and I’ll lead you all, wherever you may be
and I’ll lead you all in the dance said He.
Sydney Carter remarked years later that he didn’t think churches would care for his tune and feared it would be considered heretical. In his own words, he wrote, “I see Christ as the incarnation of the piper who is calling us. He dances that shape and pattern which is at the heart of our reality.” ”[iii]
Dancing has a sordid history in the church—yes it’s in scripture. It’s in the Psalms as a way of praising God. Miriam dances for joy. David dances. Ecclesiastes mentions a time for dancing….turn, turn, turn. Yet, even back when the Shakers were singing and dancing, there was a pastor who was selling-out paper copies of his sermon claiming that dancing is not moral! I’ll put the link to this article on our website because it is an entertaining read.[iv]
While we Presbyterians are not necessarily known for our liturgical dance, …yet, I am pleased to report that on Friday our commissioners at the General Assembly broke into dance. Now, I was not able to see this with my own eyes, because the live video feed went blank every time there was a break in the meeting. However, I have it from numerous trusted sources on Twitter (those of you who were there may be able to attest to this) that directly after the GA voted on the social justice reports, music for a well-known energizer played over the speakers and the young adults and seminarians led the energizer, “Revolution.” Do you want a revolution? Remember this one?) I’m not sure the voting was any more revolutionary after the energizer, but it’s a start!
A dance tune and/or a hymn, Simple Gifts is one of those songs that one can slide into the tempo and gently bounce with ease to the tune. And the lyrics begin with “tis a gift” life, dancing, singing, music, it’s all a gift and as people of faith we remember that these gifts—all gifts—are gifts of God. We turn, we repent, we learn, we shan’t be ashamed as we dance. Which reminds me of a song I grew up with called “Life’s a Dance” by John Michael Montgomery. The chorus says:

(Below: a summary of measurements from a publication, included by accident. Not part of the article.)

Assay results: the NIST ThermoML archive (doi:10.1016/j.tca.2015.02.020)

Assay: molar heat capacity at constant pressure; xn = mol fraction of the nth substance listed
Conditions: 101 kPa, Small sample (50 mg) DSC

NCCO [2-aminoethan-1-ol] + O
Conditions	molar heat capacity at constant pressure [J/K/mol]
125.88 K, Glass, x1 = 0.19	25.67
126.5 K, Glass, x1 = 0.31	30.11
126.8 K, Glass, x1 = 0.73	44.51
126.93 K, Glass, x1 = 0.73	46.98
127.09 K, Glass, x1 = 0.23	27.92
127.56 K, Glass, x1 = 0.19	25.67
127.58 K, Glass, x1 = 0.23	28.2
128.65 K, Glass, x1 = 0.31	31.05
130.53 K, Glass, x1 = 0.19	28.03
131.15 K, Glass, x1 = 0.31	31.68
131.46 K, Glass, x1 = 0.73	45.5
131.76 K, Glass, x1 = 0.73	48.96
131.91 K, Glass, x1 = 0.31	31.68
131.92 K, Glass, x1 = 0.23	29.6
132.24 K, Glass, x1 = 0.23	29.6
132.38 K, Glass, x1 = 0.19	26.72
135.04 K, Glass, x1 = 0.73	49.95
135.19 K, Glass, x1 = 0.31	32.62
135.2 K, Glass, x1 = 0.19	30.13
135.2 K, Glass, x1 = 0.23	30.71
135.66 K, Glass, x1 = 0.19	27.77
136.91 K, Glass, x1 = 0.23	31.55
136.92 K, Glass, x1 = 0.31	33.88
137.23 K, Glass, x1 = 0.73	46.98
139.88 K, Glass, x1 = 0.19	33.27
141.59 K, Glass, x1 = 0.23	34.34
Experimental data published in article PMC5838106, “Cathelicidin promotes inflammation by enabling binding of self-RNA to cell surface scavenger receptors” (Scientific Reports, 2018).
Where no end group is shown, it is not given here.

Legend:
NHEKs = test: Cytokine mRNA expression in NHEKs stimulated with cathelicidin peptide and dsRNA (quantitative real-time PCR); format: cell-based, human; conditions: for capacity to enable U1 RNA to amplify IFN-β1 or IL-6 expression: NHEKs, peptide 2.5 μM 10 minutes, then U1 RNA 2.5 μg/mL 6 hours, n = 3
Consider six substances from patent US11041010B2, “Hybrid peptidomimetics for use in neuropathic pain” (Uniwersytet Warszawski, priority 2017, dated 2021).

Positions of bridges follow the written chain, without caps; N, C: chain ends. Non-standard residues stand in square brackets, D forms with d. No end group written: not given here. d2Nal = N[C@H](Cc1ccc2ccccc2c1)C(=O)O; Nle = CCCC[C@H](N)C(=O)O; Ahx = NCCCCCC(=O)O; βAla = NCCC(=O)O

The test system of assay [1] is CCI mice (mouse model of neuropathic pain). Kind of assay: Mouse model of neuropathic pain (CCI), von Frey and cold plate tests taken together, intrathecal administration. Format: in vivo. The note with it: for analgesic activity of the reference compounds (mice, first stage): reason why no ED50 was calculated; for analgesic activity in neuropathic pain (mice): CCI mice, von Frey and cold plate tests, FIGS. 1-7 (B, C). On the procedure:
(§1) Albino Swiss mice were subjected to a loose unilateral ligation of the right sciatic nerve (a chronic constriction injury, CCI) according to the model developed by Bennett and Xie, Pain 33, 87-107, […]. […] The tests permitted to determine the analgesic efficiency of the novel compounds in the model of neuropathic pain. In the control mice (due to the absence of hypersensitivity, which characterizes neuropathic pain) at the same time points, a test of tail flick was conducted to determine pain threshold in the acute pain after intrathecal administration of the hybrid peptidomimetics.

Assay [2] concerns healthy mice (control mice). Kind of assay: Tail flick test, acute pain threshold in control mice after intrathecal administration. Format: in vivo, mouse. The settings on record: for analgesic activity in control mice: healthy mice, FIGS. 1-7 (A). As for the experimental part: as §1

Life’s a dance you learn as you go
Sometimes you lead, sometimes you follow
Don’t worry about what you don’t know
Life’s a dance you learn as you go[v]
For the next few minutes, I invite you to consider the gift of life and reflect on your life’s dance. You can be as concrete or metaphorical as you’d like. For instance:
Do you feel the support of a partner? (Or partners plural?)
Do you feel the freedom of a soloist?
Are you carefree and twirling with arms outstretched?
Are you at a pause, a rest in the music?
Are you waiting for the tune to change?
Are there words, images that speak to you from this tune or from your own experience with dancing?
I encourage you to play with this metaphor at your tables. If you want to look at the lyrics to Simple Gifts, they are printed in your bulletins. Feel free to speak, breathe, be silent, and see where the conversation takes you. If you feel moved to participate and respond in dance, well, move where the spirit takes you.
Image by the usual infinity, flickr common creative license, 2005.